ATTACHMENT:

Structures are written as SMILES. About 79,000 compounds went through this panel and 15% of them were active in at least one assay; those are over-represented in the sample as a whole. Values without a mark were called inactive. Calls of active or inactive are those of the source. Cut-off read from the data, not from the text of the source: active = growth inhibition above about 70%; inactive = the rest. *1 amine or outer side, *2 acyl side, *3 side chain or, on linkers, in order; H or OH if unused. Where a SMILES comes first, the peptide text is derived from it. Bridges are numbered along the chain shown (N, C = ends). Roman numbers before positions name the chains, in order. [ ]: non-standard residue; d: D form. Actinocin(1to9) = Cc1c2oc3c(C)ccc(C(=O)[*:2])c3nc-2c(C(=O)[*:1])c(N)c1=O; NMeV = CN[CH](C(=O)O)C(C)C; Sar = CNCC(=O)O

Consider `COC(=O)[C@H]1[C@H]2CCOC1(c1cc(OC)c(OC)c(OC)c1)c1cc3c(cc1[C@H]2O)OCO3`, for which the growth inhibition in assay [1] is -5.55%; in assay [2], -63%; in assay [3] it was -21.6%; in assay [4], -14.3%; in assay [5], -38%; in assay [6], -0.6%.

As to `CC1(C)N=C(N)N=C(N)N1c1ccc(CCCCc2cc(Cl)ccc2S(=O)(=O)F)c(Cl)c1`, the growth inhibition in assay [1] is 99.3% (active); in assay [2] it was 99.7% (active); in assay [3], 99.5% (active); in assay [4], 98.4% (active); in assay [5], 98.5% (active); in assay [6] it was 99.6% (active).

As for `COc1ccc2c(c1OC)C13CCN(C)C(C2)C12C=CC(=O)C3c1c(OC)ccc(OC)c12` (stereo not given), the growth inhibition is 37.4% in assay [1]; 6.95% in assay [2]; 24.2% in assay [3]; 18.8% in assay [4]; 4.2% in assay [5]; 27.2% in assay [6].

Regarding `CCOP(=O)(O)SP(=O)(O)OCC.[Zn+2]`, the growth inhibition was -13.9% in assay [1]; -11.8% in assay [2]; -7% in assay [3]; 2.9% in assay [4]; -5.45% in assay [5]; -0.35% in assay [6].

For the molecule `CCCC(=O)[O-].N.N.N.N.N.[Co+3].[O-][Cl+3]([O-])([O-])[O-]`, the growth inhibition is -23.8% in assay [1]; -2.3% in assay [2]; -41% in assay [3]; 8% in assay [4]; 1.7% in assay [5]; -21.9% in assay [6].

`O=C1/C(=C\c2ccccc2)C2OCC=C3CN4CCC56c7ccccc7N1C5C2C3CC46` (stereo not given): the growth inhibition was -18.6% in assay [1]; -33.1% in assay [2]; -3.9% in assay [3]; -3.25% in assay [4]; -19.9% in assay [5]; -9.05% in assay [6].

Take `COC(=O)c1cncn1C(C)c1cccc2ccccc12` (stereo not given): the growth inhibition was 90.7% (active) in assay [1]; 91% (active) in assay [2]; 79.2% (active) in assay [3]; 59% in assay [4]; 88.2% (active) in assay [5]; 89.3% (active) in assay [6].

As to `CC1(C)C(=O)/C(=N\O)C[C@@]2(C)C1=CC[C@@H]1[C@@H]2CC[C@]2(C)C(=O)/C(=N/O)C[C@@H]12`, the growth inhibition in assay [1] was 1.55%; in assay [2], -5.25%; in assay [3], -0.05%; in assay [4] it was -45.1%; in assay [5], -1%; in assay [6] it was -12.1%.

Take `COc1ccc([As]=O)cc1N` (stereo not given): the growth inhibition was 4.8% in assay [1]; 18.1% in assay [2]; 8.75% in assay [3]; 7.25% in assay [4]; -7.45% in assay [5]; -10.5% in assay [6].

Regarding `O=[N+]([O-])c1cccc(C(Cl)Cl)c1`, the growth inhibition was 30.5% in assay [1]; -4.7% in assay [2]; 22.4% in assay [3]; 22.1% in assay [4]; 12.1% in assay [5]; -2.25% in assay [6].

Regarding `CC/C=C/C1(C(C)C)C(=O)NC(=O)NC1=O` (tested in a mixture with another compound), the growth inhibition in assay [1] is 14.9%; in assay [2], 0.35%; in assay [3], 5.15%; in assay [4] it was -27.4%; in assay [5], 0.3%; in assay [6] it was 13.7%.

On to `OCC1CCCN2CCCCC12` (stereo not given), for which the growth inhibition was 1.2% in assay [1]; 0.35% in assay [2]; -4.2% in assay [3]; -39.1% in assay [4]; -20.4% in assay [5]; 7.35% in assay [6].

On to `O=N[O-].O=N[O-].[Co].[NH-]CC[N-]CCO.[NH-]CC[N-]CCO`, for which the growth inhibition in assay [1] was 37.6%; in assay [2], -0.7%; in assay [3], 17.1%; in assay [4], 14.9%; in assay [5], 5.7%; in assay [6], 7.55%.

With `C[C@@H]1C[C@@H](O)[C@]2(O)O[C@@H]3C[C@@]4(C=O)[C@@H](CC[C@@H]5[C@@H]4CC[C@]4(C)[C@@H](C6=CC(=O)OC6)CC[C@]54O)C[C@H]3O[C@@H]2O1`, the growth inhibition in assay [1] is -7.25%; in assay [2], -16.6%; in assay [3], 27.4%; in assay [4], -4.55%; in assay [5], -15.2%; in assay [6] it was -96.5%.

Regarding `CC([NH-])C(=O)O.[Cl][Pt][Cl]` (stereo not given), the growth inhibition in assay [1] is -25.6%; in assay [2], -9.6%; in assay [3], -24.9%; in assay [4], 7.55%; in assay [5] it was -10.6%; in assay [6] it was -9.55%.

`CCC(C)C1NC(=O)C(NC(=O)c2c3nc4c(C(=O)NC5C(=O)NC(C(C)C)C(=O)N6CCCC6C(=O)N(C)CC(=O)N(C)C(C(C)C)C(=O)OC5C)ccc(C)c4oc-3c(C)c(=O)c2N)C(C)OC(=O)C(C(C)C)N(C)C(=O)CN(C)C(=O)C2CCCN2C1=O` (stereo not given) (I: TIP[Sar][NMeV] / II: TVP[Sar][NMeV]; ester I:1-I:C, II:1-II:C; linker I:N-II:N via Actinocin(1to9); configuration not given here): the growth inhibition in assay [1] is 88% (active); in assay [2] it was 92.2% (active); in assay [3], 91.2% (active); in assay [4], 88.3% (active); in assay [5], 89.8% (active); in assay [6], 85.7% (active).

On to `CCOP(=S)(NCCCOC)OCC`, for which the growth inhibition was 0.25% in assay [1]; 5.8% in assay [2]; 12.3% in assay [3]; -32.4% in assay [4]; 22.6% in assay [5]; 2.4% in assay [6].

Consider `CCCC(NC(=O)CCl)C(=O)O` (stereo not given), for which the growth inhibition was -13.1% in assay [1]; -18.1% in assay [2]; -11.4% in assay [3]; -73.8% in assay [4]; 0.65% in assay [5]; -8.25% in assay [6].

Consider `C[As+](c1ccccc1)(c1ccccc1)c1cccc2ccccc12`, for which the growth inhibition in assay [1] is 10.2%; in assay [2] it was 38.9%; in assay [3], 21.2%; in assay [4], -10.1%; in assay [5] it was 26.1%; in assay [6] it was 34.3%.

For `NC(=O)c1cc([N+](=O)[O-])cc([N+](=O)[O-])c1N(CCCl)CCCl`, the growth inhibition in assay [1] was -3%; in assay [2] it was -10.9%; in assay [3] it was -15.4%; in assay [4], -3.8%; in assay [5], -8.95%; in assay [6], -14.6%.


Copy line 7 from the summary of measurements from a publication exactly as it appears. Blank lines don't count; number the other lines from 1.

`O=C1/C(=C\c2ccccc2)C2OCC=C3CN4CCC56c7ccccc7N1C5C2C3CC46` (stereo not given): the growth inhibition was -18.6% in assay [1]; -33.1% in assay [2]; -3.9% in assay [3]; -3.25% in assay [4]; -19.9% in assay [5]; -9.05% in assay [6].